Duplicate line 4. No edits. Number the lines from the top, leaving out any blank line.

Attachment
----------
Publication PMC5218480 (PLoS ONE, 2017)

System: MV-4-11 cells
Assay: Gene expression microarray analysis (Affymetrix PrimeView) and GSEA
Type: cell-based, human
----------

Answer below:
Type: cell-based, human